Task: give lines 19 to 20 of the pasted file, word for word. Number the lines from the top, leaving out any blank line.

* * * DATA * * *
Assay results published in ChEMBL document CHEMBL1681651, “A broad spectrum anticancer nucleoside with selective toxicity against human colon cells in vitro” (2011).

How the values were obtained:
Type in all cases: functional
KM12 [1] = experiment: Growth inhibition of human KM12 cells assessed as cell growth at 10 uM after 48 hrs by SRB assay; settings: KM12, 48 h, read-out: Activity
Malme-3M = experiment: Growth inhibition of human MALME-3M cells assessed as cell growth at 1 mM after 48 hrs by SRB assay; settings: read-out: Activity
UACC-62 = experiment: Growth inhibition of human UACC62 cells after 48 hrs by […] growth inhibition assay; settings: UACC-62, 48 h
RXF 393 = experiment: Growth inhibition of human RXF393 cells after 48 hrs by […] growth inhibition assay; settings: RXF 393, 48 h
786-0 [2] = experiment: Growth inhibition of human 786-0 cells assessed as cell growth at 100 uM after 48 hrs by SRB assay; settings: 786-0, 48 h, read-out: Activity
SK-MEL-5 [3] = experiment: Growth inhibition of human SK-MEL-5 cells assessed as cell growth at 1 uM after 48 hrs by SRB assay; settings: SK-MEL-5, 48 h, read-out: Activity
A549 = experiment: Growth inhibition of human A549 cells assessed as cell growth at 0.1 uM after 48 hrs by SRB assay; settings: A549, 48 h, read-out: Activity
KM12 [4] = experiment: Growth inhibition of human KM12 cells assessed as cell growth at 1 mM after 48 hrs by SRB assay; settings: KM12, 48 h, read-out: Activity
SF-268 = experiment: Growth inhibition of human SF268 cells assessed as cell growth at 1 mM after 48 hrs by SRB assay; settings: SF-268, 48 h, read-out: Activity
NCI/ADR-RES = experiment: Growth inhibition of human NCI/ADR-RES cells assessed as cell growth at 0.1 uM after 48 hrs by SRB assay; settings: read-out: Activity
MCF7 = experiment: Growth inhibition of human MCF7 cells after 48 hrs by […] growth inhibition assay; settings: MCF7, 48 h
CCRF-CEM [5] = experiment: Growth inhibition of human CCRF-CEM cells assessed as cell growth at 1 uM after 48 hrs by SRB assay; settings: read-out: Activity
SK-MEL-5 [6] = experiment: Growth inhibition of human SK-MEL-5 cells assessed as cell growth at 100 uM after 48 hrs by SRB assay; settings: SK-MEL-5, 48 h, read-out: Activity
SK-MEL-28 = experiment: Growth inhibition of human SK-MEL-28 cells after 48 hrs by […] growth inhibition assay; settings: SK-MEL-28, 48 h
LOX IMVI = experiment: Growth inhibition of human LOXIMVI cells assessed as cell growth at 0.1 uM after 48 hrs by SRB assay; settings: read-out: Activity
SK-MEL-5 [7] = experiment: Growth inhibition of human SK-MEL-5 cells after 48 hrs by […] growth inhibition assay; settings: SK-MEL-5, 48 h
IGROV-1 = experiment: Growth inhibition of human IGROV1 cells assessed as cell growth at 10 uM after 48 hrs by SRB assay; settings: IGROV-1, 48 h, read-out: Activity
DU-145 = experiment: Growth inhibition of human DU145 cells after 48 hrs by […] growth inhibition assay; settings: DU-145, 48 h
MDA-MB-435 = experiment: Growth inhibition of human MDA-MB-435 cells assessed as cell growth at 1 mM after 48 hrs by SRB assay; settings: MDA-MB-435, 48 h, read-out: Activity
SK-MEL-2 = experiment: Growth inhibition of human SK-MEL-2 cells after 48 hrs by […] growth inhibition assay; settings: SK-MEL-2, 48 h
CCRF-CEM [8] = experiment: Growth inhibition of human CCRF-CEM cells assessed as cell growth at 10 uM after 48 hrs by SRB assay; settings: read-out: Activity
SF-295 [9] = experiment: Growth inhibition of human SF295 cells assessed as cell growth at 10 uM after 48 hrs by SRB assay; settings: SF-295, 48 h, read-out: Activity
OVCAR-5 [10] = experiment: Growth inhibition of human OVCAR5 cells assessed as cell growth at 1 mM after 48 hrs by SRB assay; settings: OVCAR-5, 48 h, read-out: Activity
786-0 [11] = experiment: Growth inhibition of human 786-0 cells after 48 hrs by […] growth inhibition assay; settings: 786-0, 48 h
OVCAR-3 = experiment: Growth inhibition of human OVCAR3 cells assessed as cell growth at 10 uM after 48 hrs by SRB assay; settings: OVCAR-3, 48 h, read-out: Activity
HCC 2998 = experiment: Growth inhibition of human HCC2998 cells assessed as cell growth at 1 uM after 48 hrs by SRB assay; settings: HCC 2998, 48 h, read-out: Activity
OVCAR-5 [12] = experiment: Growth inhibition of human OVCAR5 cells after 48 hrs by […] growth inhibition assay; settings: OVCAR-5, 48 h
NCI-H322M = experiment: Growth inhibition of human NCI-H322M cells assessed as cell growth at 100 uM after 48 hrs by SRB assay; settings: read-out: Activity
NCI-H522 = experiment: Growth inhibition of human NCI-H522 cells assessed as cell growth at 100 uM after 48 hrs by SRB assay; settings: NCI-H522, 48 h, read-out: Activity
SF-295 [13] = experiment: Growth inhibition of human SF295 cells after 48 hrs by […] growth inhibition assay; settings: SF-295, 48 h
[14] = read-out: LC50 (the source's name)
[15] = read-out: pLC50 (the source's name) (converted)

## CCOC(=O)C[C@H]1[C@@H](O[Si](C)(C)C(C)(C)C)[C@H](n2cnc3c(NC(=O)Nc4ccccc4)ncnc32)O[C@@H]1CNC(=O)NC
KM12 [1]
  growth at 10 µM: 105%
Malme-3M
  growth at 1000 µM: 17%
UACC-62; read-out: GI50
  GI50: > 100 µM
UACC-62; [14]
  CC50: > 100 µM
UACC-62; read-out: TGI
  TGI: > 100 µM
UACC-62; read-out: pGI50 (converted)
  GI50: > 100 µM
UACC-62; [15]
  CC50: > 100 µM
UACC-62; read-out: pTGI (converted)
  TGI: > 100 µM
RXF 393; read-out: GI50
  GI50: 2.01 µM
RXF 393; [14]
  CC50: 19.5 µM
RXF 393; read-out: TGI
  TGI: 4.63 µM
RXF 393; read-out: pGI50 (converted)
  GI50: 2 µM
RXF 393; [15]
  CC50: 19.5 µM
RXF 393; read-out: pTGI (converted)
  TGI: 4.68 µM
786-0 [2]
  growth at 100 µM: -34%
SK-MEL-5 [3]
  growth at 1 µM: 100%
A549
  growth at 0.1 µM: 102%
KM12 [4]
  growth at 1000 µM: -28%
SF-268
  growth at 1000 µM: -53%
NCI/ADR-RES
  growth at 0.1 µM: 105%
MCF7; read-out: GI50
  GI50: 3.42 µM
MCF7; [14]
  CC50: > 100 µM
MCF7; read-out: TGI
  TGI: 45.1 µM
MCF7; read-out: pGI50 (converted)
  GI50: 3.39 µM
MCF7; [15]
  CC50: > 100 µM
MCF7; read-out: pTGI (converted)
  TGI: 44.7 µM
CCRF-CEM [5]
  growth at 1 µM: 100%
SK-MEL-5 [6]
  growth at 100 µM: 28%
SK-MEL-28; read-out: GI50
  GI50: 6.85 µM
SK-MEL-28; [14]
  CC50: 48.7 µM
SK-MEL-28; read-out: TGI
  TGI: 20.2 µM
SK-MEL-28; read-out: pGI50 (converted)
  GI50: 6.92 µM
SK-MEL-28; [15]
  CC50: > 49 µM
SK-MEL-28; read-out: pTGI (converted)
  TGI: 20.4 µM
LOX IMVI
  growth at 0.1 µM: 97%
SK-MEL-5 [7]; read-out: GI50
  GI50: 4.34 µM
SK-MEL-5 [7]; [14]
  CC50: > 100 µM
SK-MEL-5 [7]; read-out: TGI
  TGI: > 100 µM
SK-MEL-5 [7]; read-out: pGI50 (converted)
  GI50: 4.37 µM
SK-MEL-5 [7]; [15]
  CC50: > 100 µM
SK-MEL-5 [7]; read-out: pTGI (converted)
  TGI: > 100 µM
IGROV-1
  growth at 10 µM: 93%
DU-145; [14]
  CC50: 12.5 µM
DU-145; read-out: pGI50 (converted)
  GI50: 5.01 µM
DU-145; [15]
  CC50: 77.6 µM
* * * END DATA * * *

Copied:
SK-MEL-5 [7] = experiment: Growth inhibition of human SK-MEL-5 cells after 48 hrs by […] growth inhibition assay; settings: SK-MEL-5, 48 h
IGROV-1 = experiment: Growth inhibition of human IGROV1 cells assessed as cell growth at 10 uM after 48 hrs by SRB assay; settings: IGROV-1, 48 h, read-out: Activity